Ending months of speculation, former Gov. John Kitzhaber today entered the 2010 governor's race. In an interview around 10 am this morning, Kitzhaber told WW
that contrary to speculation, he's not forming an exploratory committee or taking any other preliminary steps.
"I'm fully in the race," Kitzhaber says.
Kitzhaber, a former emergency room doctor, entered the Legislature from Roseburg in 1978, served as Senate president from 1985 to 1993 and governor from 1995 to 2003 (The Oregon Constitution prohibits governors from serving more than eight years in any 12 period but does not limit the total number of years or terms a governor may serve).
After leaving the governor's mansion, Kitzhaber entertained opportunity to run for U.S. Senate, took a "cursory" look at running for governor in 2006 and more recently, says he talked the Obama administration about a Department of Health and Human Services job but has never wanted to leave Oregon. "My family and my heart are here," he says.
In his second gubernatorial term, Kitzhaber found himself deeply at odds with a Republican-dominated Legislature. He says that one of his aims as a candidate is to ask Oregonians to move beyond partisan differences to tackle common challenges such as rising health care and energy costs.
"We are going to have to change the way we approach these problems," he says. "I want to have a pointed conversation about the choices we're going to have make."
Kitzhaber says he's spent a lot of time in the past eight years thinking about how he might be a better governor. If elected next year, he says, he plans to spent far less time inside the Capitol and much more time around the state meeting with citizens and interest groups.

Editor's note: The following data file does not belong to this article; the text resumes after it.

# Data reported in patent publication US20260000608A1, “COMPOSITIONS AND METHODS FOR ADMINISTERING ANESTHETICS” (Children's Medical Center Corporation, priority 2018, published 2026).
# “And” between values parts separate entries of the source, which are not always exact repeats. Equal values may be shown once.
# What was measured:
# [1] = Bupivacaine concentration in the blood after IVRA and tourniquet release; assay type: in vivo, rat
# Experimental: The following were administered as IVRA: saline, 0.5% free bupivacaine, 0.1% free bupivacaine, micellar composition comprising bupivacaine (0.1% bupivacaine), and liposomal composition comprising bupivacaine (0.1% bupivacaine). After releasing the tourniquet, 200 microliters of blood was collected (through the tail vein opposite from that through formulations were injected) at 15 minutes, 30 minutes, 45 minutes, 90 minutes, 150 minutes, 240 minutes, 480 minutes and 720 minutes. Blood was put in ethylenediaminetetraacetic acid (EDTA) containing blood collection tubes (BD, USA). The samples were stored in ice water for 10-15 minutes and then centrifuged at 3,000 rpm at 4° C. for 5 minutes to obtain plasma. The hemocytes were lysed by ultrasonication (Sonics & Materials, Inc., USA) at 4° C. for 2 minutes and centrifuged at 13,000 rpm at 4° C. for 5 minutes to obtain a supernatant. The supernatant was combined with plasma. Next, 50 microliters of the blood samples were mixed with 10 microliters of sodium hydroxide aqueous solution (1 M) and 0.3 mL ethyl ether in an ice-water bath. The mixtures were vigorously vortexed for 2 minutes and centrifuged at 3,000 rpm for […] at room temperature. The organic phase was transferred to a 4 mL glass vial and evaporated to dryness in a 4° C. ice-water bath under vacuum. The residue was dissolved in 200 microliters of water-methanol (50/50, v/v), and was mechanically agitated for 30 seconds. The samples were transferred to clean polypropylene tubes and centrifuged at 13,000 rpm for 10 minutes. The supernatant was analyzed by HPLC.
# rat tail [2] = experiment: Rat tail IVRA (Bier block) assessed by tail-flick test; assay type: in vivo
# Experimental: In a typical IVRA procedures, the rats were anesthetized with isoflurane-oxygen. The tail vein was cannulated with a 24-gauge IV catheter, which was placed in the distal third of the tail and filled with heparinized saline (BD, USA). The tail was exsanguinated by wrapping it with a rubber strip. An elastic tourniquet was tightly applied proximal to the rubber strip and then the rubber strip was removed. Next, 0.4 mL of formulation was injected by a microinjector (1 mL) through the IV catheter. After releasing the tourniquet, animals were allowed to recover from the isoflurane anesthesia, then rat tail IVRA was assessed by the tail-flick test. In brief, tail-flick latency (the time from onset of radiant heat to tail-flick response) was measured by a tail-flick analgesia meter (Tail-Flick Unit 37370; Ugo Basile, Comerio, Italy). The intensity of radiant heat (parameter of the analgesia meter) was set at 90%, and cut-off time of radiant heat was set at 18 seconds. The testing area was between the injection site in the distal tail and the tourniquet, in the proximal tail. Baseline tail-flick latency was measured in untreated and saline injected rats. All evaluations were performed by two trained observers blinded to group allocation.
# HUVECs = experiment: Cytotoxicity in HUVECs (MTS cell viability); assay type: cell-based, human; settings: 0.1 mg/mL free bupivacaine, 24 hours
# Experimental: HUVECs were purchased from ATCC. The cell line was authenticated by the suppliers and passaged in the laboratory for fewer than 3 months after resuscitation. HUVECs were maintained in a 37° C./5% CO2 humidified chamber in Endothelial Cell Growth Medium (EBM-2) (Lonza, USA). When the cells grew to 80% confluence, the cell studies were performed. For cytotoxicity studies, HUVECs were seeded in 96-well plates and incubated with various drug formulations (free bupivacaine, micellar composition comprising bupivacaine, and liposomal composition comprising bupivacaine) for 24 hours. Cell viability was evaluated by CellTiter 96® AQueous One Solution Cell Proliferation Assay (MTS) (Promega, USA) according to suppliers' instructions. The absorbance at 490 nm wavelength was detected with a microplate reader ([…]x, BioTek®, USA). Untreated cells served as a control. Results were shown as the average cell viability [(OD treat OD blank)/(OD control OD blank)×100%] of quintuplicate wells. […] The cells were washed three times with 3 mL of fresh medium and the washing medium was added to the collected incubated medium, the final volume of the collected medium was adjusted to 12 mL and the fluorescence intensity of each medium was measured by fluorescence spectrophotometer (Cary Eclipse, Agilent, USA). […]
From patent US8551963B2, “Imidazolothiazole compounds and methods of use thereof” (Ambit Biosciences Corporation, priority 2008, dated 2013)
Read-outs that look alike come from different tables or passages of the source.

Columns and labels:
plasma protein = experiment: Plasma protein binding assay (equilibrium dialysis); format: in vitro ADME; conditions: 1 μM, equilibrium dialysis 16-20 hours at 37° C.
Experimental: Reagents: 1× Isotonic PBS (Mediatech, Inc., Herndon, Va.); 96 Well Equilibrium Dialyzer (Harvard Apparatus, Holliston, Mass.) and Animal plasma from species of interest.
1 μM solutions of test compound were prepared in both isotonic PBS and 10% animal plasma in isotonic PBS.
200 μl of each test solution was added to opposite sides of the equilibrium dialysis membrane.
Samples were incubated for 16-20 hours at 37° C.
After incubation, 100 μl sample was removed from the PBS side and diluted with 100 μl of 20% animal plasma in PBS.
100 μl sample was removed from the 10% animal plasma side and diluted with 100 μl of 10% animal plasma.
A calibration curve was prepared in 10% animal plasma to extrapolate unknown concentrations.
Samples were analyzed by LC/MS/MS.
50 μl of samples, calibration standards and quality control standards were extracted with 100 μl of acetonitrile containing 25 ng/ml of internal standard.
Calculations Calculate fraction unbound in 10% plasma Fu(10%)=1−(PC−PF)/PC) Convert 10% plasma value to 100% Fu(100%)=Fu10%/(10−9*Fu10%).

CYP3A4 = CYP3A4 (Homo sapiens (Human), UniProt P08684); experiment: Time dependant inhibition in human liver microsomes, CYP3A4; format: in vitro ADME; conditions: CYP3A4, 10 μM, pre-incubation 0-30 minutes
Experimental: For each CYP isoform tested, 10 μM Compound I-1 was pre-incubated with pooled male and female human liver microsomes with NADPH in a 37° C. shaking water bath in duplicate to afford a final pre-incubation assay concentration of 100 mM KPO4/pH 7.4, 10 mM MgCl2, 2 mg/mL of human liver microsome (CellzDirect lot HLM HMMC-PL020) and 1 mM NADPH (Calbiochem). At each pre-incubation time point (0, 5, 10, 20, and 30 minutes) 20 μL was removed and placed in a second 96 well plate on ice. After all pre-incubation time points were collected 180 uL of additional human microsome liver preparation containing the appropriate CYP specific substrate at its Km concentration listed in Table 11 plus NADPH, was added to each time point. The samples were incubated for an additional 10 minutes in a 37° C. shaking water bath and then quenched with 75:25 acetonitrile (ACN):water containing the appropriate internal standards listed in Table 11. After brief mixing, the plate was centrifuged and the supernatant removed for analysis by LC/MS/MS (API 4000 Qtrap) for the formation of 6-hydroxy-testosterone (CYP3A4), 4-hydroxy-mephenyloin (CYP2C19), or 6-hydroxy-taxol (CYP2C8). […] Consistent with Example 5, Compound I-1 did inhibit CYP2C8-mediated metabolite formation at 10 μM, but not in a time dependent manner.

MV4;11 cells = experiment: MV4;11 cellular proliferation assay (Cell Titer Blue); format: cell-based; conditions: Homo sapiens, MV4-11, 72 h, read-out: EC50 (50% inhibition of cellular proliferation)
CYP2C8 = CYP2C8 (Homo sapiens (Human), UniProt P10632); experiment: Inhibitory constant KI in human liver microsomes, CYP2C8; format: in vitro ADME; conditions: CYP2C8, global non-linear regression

"When I was elected before, I had served 15 years in the Legislature and approached the [governor's] job as a super-legislator," he says. "As governor, you have to engage Oregonians and I don't think I did that very well."
He also says he's come to better understand the relationship between economic development and government services, including education.
Kitzhaber says his campaign, which starts today, will focus on getting Oregonians to help him tackle tough issues in a bi-partisan way.
"You'll see that we are not afraid to talk about issues that are not politically popular," he says. "We'll talk about the tax structure and some of our more cherished institutions—such as our higher education system—that were created in a different era under different circumstances. I can't imagine that having those conversations will endear me to some constituencies."
Kitzhaber says he's returning in part because he believes Oregon still has the capacity to thrive, even in times of diminished budgets and economic blight. "What we've been doing doesn't work any more but I'm entering this race with a sense of real optimism."
The last Oregon governor who tried to return to office, Tom McCall, lost in the Republican primary in 1978. Kitzhaber says he's studied McCall's career.
One of the benefits of having already served, he says, is that he feels he has both the experience of having been in office and less caution than a first-time candidate.
"I'm not afraid to lose," Kitzhaber says.